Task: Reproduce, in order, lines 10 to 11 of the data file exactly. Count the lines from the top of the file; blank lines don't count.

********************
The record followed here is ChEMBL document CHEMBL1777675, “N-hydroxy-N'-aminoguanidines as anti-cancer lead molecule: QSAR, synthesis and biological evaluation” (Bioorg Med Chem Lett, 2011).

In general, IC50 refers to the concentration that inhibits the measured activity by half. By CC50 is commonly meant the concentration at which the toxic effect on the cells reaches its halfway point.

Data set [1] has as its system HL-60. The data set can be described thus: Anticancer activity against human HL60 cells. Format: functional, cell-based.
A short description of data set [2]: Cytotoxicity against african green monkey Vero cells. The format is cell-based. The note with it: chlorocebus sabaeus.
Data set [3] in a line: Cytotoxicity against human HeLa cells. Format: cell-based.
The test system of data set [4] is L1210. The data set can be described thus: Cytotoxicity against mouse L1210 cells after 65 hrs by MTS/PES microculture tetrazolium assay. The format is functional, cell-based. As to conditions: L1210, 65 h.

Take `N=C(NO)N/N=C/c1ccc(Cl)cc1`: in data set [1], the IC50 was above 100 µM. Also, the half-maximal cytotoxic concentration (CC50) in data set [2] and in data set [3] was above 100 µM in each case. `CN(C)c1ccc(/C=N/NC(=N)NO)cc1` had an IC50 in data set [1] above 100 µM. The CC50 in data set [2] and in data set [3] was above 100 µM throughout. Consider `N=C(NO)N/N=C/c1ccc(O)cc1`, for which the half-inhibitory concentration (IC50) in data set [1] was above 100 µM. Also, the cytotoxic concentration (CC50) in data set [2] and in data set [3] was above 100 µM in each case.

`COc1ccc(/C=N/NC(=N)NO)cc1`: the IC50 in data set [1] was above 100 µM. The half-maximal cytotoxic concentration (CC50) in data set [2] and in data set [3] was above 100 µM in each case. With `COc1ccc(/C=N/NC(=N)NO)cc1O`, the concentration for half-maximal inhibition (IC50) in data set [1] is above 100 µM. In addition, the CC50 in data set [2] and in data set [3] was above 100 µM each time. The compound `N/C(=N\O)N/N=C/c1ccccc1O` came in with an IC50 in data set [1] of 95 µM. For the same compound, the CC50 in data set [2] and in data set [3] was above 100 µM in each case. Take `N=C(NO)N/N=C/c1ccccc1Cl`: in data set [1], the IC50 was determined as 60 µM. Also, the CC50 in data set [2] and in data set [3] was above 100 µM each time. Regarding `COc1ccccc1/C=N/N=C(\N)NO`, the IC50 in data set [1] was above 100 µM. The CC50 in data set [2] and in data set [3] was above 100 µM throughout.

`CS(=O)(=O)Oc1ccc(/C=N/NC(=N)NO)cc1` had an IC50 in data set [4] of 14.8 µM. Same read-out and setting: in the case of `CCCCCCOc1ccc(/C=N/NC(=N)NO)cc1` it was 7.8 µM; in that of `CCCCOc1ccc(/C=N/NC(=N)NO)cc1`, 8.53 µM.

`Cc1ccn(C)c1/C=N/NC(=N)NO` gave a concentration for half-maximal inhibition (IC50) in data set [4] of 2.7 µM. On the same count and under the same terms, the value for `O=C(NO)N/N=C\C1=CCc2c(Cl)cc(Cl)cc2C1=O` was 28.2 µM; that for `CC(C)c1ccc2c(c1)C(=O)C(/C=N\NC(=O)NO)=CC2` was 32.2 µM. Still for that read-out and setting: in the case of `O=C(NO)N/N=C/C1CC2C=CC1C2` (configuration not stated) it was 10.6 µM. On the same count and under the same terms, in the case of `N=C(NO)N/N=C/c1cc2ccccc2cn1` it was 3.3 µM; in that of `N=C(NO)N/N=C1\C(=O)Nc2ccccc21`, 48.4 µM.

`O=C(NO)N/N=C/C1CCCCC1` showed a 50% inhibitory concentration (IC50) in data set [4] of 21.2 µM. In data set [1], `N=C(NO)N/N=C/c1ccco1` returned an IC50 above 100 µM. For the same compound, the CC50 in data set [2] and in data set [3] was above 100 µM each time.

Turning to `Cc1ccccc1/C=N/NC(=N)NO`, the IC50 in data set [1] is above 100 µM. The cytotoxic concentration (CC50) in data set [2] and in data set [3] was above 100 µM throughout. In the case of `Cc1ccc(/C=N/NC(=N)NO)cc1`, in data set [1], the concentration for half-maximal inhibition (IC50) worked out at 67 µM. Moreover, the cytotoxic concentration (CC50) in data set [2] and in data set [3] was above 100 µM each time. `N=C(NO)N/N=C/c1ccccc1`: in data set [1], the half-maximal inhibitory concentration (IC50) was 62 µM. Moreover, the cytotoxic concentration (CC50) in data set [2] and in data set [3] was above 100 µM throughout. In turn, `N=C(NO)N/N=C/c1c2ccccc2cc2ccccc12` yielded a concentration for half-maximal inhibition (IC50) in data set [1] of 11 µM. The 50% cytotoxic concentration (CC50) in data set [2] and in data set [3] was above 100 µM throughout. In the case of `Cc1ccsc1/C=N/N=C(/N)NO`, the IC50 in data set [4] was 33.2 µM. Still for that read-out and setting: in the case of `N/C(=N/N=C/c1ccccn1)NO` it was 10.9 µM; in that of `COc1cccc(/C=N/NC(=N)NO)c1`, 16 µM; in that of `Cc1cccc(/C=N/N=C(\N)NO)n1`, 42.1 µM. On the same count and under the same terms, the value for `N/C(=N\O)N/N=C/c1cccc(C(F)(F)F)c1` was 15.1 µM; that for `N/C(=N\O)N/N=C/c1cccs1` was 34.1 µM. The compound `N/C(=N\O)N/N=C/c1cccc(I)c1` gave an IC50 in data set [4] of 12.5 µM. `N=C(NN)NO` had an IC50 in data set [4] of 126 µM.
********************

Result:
`Cc1ccn(C)c1/C=N/NC(=N)NO` gave a concentration for half-maximal inhibition (IC50) in data set [4] of 2.7 µM. On the same count and under the same terms, the value for `O=C(NO)N/N=C\C1=CCc2c(Cl)cc(Cl)cc2C1=O` was 28.2 µM; that for `CC(C)c1ccc2c(c1)C(=O)C(/C=N\NC(=O)NO)=CC2` was 32.2 µM. Still for that read-out and setting: in the case of `O=C(NO)N/N=C/C1CC2C=CC1C2` (configuration not stated) it was 10.6 µM. On the same count and under the same terms, in the case of `N=C(NO)N/N=C/c1cc2ccccc2cn1` it was 3.3 µM; in that of `N=C(NO)N/N=C1\C(=O)Nc2ccccc21`, 48.4 µM.

`O=C(NO)N/N=C/C1CCCCC1` showed a 50% inhibitory concentration (IC50) in data set [4] of 21.2 µM. In data set [1], `N=C(NO)N/N=C/c1ccco1` returned an IC50 above 100 µM. For the same compound, the CC50 in data set [2] and in data set [3] was above 100 µM each time.